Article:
This question was asked recently by a French person who came to the Agen Workshop in July, 2014. She is perfectly bilingual and a creative, hard-working and conscientious teacher of English. She admitted that she didn’t feel comfortable teaching pronunciation.
Personally, I think we put way too much importance on pronunciation. I was both amused and shocked to discover that some friends who are trying to develop a program to teach new immigrants French were offered training which consisted entirely in pronunciation exercises.
I don’t really think we should “teach” pronunciation. I have complete faith in Krashen’s theory that we acquire language best when it is used in context. When we isolate pronunciation in order to teach it, we are divorcing the sounds from their meanings, which makes the entire operation meaningless. (See the article about Cato the Elder and Night Blooming Flowers.)
In context we are modeling pronunciation all the time. There’s no reason for a non-native speaker to feel uncomfortable about the model they give their students because if it is comprehensible, it is already an excellent model. Krashen has some interesting thoughts about why even highly competent speakers retain some accent. He suggests that it may be an unconscious desire to keep their identity. To acquire a perfect native speaker accent, we have to feel that we belong to the club and we must be ready to reject our attachment to our own original language family. So to begin with, we must be realistic in our goals. Unless we are working for the CIA, we are not trying to teach our students to sound like native speakers. We want them to be comprehensible.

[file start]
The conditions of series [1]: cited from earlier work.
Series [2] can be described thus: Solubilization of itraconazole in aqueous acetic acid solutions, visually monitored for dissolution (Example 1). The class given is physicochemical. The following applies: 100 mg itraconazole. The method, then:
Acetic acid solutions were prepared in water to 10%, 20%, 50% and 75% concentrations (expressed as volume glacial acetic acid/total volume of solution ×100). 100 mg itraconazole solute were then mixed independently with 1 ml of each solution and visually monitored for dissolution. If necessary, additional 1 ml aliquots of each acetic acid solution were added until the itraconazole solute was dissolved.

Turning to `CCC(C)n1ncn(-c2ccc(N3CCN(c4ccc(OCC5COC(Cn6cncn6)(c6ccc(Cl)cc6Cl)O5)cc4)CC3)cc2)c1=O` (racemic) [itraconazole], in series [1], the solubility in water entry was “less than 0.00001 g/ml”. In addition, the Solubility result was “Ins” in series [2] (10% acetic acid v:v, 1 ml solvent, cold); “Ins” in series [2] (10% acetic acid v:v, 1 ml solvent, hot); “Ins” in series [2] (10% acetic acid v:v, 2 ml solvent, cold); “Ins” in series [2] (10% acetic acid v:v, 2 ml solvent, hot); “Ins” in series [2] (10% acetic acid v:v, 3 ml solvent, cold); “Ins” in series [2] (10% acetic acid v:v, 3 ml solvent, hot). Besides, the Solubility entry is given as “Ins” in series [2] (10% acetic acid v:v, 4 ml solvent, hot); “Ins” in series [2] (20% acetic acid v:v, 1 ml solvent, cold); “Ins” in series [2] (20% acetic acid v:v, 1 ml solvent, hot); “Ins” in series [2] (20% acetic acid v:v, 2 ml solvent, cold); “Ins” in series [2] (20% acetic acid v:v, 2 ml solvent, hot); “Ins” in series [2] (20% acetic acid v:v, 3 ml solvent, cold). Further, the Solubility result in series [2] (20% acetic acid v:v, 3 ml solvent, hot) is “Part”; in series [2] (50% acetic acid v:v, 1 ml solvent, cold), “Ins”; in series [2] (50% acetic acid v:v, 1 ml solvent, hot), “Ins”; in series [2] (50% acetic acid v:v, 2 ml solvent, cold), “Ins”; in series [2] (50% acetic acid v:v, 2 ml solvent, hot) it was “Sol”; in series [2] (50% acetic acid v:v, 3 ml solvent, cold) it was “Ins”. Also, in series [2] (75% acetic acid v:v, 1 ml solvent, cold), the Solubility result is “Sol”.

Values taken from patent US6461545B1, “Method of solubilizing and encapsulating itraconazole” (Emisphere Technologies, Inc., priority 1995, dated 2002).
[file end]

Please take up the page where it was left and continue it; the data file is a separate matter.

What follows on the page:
If a student means “beach” and you hear “bitch”, you need to explain that they may not be understood correctly. I model for them, exaggerating the long vowel sound. I find giving pointers like this on the spot is more effective than drills and exercises on the long and short vowel sounds. When the sound is linked to meaning, they can understand the purpose of being a bit more careful with their pronunciation. When the student starts hearing the difference, they will be able to pronounce the words so that they can be understood.
Of course, the best thing they can do to improve their pronunciation is to listen to compelling, high quality input. I find that students who follow their favorite series acquire an excellent American accent. No drills or exercises, just listening to compelling, comprehensible input.
One of my stories that I repeat often because it taught me something:
I had a student in an advanced level class who had a terrible French accent, making all the classic mistakes, so much so that it almost seemed like she was doing it on purpose. I did pronunciation exercises and drills with them, I had them acting and learning dialogs by heart, I taught them not to aspirate before a vowel, but nothing changed, it seemed she was getting worse and worse.
Then, one day, I realized that it wasn’t her problem, it was mine. I was the only one that was worried about her accent. She actually had no problem at all. She was a very pretty girl with a lovely smile. If she went to the States or England with her thick French accent, what would happen? Most people would be able to understand her, but the boys …… would be dropping like flies. Why in the world would she want to change her accent? I stopped worrying about her and she did very well on her exam.